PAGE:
The Royal Geographical Society of Queensland Inc

Log in

Brisbane in the 1890s, Ronald Lawson

  • 27 May 2019 4:42 PM
    Message # 7448436
    Anonymous member (Administrator)

    Brisbane in the 1980s, Ronald Lawson
    University of Queensland Press, 1973
    RGSQ Library 994.3 LAW

    Synopsis by Rob Simson

    This is indeed a history book but the geographical setting is clearly woven into the presentation through the text, maps, diagrams and photographic illustrations.

    The 1890s was a most significant decade in the growth of the city and the development of Brisbane society. It is the decade of the monster floods of early 1893 with much of the city centre and all of South Brisbane under water. There followed the impact of the depression and the closing of eight out of eleven banks in May that same year, as well as the strengthening of the Labour Union movement with the resulting workers’ strikes around the State. The success of the suburban railways and the new electric tramway system allowed the beginning of the urban sprawl into the suburbs. Housing estate were lavishly advertised in the newspapers. The politics of the Australian Federation movement stirred up community debate, and the growth of a more active middle class came about in response to the School of Arts adult education system. Brisbane Grammar was the leading secondary school but several rival schools emerged during the decade — education at last being truly valued. Then came the establishment of the Brisbane Technical College, the emergence of the University Extension service and a push towards giving women equal opportunities to pursue University careers. (Despite several bills going before the Queensland Parliament the UQ was not founded till 1909).

    It was during the 1890s decade that some of Brisbane’s most attractive architecture emerged — the Treasury Building, Parliament House, Government House and the Exhibition Building being amongst them. Large sporting complexes were established at Albion Park and Woolloongabba with spectator facilities for Rugby Union football, cricket, lawn tennis, swimming, hockey and cycling. Sailing and rowing were also major sporting or leisure activities on the river. However it was Horse Racing that remained the most popular spectator sport with the premier venue at Eagle Farm.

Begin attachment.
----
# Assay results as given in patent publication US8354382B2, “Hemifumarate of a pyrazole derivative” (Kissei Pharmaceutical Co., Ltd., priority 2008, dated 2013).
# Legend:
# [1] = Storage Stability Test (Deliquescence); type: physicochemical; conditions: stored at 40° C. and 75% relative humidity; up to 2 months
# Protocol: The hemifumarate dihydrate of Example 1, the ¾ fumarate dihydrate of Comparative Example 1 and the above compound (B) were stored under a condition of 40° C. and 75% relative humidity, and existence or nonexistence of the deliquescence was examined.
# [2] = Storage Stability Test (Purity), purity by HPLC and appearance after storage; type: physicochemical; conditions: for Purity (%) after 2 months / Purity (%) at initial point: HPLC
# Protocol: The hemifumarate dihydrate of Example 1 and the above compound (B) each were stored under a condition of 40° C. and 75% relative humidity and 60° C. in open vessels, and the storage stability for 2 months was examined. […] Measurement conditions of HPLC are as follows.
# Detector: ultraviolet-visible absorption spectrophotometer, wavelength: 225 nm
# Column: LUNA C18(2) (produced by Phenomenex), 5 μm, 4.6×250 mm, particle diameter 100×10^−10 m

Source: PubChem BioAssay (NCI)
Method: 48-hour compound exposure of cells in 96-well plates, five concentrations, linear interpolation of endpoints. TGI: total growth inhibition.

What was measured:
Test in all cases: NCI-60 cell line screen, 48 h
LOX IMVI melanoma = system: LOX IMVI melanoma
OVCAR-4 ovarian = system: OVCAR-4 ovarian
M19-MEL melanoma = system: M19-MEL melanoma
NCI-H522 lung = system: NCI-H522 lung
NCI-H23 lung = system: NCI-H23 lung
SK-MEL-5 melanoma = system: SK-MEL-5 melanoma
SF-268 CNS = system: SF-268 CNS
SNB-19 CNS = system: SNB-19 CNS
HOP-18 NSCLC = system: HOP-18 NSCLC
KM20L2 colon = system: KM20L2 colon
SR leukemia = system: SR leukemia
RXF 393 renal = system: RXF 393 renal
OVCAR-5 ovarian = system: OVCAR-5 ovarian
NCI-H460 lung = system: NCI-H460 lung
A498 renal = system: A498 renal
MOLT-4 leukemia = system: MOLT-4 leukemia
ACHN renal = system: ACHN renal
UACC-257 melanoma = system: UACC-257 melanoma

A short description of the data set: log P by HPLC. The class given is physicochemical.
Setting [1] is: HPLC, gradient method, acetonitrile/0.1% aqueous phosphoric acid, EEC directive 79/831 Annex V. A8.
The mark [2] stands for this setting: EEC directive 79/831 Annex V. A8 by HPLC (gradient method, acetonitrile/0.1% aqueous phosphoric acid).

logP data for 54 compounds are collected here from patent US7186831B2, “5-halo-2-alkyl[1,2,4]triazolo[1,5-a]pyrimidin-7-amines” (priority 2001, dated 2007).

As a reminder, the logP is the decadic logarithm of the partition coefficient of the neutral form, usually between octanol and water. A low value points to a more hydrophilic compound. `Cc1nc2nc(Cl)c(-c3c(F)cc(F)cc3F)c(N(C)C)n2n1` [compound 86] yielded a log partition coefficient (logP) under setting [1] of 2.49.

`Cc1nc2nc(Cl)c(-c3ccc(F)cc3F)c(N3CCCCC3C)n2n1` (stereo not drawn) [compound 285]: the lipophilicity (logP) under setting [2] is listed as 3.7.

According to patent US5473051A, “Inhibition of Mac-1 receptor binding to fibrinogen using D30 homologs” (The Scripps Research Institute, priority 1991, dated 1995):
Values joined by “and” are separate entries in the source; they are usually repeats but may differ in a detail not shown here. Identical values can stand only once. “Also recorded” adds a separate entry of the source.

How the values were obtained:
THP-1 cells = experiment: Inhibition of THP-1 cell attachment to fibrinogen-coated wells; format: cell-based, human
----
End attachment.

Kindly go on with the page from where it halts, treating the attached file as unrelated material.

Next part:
I personally found the sections on Sport, the Theatre (including the Brisbane Opera House), Music halls and pantomimes, gala Balls for the elite and Dancing halls for the less affluent, most interesting. A bequest of the Thomas Murray-Prior collection towards establishing an Art gallery, didn’t lead to much progress possibly because, unlike Victoria, the latter suffered from the lack of wealthy patronage in Queensland.

    What may be of more interest to RGSQ Members is section on Public Meetings and Lectures (p 228-229), where the Royal Society of Queensland and our own society had regular lectures and talks which were also printed in both society’s proceedings. The two societies overlapped in their membership, drawn from diverse professions, including the clergy, solicitors, judges, parliamentarians, pastoralists, medical practitioners and professional scientists.

    Last modified: 27 May 2019 4:47 PM | Anonymous member (Administrator)

The Royal Geographical Society of Queensland Inc
Gregory Place, Level 1/28 Fortescue St, Spring Hill Qld 4000
Tel 07 3368 2066
ABN 87 014 673 068

Privacy Policy  |  Contact Us  |  © RGSQ

Powered by Wild Apricot Membership Software